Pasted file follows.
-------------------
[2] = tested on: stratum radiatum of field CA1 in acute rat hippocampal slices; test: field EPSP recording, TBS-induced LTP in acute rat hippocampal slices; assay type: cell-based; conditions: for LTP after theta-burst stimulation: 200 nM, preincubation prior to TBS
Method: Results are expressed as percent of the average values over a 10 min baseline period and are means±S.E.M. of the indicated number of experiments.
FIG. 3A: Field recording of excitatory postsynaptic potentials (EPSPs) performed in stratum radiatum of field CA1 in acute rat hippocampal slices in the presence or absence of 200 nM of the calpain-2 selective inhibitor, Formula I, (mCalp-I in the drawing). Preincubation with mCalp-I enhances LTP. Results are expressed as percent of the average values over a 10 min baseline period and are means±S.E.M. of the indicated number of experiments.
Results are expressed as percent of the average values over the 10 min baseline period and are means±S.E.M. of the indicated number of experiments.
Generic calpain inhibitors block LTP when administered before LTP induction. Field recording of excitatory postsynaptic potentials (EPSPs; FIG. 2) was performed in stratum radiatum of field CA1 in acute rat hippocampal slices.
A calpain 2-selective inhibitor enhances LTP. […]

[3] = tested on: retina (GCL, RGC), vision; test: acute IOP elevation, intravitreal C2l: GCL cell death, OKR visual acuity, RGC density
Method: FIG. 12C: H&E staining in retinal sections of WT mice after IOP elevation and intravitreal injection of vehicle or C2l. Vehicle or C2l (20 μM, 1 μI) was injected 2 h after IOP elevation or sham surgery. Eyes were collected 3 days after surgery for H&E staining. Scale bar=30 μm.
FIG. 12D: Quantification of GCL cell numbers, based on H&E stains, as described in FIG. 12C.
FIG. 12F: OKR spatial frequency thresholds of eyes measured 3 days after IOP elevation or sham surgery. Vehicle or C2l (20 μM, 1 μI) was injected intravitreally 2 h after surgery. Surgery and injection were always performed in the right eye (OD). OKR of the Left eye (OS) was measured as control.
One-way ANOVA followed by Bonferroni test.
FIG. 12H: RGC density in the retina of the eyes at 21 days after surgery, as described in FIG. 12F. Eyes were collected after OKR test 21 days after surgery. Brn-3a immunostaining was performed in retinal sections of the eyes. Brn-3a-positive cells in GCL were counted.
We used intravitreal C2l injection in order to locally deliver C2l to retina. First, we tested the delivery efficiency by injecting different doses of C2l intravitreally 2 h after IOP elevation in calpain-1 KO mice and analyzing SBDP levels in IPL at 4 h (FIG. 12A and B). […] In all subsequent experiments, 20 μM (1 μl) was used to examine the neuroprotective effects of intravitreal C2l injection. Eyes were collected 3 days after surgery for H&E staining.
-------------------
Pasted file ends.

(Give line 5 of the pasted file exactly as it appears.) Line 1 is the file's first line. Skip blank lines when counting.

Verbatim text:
Generic calpain inhibitors block LTP when administered before LTP induction. Field recording of excitatory postsynaptic potentials (EPSPs; FIG. 2) was performed in stratum radiatum of field CA1 in acute rat hippocampal slices.